No matter how good WWDC is and how many new features we get, there is always something, more often somethings, that we don’t. Sometimes features get left on the cutting room floor. Sometimes we want things that Apple just doesn’t care to deliver. It’s always going to happen, but this year we have a few more notable unrequited requests than usual.
It’s been a looooong day. My day job never seems to cooperate with the scheduling of WWDC and this year was no different. I was hoping I would have plenty of time to dedicate to watching and Live Tweeting the Keynote during an extended lunch break, but it didn’t last. I was able to watch everything up to the watchOS portion uninterrupted, but that was about it.
I won’t bore you with all of the details of my day, but I just recently arrived in a hotel room in Nashville for some work out of town. However, the four hour drive here from the Memphis area did give me some time to listen to a few podcasts, review parts of the Keynote, and collect my thoughts on what we got from Apple at WWDC.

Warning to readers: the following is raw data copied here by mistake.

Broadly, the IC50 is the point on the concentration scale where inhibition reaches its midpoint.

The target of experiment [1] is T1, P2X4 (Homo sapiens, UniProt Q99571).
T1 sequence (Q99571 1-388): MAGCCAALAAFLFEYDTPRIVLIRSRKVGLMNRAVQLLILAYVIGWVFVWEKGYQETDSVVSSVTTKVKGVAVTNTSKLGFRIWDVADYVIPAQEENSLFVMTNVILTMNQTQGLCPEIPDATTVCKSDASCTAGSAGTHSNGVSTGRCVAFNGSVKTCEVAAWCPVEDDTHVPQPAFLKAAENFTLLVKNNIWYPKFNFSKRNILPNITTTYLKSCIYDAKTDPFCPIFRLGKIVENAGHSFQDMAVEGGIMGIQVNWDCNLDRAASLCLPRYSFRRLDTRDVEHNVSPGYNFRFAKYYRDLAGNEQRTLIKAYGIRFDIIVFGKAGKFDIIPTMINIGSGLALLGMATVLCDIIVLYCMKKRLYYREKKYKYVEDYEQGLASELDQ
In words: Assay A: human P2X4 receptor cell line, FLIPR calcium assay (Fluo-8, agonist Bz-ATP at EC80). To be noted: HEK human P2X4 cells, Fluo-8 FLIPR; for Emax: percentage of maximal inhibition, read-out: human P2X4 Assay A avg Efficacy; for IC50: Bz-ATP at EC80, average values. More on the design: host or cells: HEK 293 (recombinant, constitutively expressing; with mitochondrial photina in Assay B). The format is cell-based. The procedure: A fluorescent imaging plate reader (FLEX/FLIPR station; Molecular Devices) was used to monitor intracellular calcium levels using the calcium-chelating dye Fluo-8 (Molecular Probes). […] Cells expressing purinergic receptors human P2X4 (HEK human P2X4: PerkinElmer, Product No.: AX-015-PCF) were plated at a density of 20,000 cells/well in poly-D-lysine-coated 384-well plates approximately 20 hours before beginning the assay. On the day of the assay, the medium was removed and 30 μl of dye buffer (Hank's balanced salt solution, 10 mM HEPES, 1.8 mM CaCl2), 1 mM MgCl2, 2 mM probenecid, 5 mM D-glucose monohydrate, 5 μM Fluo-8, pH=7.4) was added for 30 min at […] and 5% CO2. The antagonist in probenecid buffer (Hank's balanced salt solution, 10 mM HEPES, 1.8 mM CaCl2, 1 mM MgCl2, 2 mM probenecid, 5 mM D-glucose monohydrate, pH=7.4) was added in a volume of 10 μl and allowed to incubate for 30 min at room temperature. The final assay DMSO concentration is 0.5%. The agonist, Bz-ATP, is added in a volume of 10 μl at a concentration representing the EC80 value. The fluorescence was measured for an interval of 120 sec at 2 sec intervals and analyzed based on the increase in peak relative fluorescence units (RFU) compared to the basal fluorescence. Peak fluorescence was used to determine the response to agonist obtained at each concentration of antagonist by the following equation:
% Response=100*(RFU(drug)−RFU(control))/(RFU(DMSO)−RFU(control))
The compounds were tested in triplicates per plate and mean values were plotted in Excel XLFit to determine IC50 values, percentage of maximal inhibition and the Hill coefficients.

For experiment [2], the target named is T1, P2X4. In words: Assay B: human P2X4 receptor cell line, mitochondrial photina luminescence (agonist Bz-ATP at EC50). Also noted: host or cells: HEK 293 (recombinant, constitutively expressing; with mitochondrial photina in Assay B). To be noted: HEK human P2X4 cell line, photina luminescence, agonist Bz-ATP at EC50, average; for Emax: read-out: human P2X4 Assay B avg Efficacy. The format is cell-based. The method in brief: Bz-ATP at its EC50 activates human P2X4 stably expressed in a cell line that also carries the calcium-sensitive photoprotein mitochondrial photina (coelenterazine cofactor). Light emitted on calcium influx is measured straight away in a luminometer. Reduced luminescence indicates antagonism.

Here are some key additions and changes that stand out to me.
Apple’s second consecutive streamed WWDC will kick off tomorrow, starting with their yearly Keynote event. Last year’s WWDC landed right in the heart of the first wave of the worldwide COVID-19 pandemic, but after the point where many people and companies had figured out how to get work done around the new constraints that COVID-19 put on the world.
Amid early concerns over whether Apple could pull its yearly developer event off, and if so, how polished it would look, the company really impressed with a very well-produced streamed event that mixed a recorded Keynote with live-streamed classes.
I guess spoiling a future iPad Pro with a glass back a few days ago wasn’t good enough for Mark Gurman. Today he’s back to spill more beans on iPadOS 15 two days ahead of Apple’s WWDC Keynote. Like I said yesterday, it’s all part of the game when it comes to Apple leaks.